Lesson No. 1: Converse Like a Real Human Being

There’s something about a position of power that often causes perfectly normal executives to embrace “corporate speak.” Their communications become stiff and jargon-filled drivel.

In contrast, look at how Buffett explains his philosophy of empowerment:

We tend to let our many subsidiaries operate on their own, without our supervising and monitoring them to any degree. That means we are sometimes late in spotting management problems and that both operating and capital decisions are occasionally made with which Charlie and I would have disagreed had we been consulted.

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Writing about this Morgan Stanley chart on his blog, mega-VC Fred Wilson writes:

"Even though I've been saying for years that social networking will one day usurp email, it's a bit shocking to see that it has.

There are some caveats. My kids use Facebook as their primary inbox (they also use gmail). So some of what they do on Facebook is actually email.

But even so, it looks like email's reign as the king of communication is ending and social networking is now supreme."

chart of the day, social networking vs email usage, 2006-2009
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As national organizations that support the start-up and growth of innovative small businesses, we want to express the importance of ensuring that the Restoring American Financial Stability Act of 2010 does not damage angel investing and particularly the entrepreneurial businesses they support. We join the Angel Capital Association in asking that two small sections in the bill be removed or modified:

  • Section 412 and 413, Adjusting the Accredited Investor Standard for Inflation. As currently written, this section could result in the elimination of as many as two-thirds of all accredited investors who invest directly in start-up and early-stage small businesses.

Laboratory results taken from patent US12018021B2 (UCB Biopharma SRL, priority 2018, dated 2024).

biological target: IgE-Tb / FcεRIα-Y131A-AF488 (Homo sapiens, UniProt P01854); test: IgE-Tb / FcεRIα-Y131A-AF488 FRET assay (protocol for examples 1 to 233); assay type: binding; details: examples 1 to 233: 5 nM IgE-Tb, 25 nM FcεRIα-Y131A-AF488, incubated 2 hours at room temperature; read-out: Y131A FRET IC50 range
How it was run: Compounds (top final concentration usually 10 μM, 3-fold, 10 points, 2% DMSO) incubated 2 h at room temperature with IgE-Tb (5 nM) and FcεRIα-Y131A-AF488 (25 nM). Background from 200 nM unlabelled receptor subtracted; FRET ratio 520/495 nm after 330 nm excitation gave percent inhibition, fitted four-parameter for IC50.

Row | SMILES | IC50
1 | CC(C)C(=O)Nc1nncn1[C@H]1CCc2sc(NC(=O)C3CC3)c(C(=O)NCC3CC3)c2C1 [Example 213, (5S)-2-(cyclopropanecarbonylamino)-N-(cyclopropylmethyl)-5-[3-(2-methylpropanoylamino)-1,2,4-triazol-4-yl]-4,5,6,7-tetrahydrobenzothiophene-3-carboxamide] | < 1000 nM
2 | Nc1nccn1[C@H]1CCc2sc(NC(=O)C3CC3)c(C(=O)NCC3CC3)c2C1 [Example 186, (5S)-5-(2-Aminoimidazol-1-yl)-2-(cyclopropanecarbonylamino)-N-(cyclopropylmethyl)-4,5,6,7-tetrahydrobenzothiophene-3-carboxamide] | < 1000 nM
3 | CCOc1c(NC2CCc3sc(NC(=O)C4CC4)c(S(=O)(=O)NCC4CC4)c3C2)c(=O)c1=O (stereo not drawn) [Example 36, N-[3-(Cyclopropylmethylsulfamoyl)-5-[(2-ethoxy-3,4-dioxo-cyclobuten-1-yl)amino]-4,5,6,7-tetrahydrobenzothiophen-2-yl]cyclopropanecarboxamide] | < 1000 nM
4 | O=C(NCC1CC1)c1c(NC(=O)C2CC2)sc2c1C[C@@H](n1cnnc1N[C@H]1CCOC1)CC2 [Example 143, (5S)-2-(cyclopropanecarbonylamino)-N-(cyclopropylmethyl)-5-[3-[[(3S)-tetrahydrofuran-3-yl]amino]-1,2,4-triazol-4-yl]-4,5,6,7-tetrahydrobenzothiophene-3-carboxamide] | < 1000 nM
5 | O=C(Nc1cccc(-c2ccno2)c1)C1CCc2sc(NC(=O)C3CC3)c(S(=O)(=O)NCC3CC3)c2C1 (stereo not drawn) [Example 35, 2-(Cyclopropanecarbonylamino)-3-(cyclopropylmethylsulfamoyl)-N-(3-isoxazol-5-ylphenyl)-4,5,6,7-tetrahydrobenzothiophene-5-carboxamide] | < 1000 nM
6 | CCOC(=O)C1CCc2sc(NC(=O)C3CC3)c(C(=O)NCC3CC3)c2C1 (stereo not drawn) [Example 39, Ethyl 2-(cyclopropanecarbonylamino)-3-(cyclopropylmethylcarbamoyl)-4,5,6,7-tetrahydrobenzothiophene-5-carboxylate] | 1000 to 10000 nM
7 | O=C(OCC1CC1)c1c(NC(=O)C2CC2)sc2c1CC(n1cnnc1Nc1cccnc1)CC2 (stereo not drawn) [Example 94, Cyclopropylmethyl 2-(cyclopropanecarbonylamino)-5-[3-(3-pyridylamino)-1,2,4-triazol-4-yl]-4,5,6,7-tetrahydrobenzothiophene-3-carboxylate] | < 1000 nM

• Section 926, Authority of State Regulators Over Regulation D Offerings. This section could make it more difficult to raise angel capital from investors in different states, make it unclear what entities regulate angel investments, and introduce potential lengthy waiting periods for businesses to receive their capital, possibly resulting in the death of those businesses.
  • We appreciate the importance of regulation to protect investors from fraud, but we urge the Senate to consider several factors in improving these sections of the legislation:
  • Entrepreneurial companies are important to job creation and innovation in the United States. We note particularly the study by the US Census Bureau that companies five years old or less created all of the net new jobs over a 25 year period.
  • Angel investors are an important source of capital for many of these innovative start-ups. For instance, one of the signatories to this letter, the Association of University Technology Managers (AUTM), has tracked the source of initial funding for university spin-out companies for the past five years. They have consistently found that accredited individual investors are the source of initial funding for a third of all university start-up companies. All of the signing organizations are therefore deeply concerned about any changes that would diminish the size of the pool of accredited investors.
  • Establishing standards that would significantly cut back on the pool of angel capital is especially difficult during the recession, when small businesses are having trouble finding capital, especially in the $100,000 to $2 million range that is sometimes referred to as the “Valley of Death.”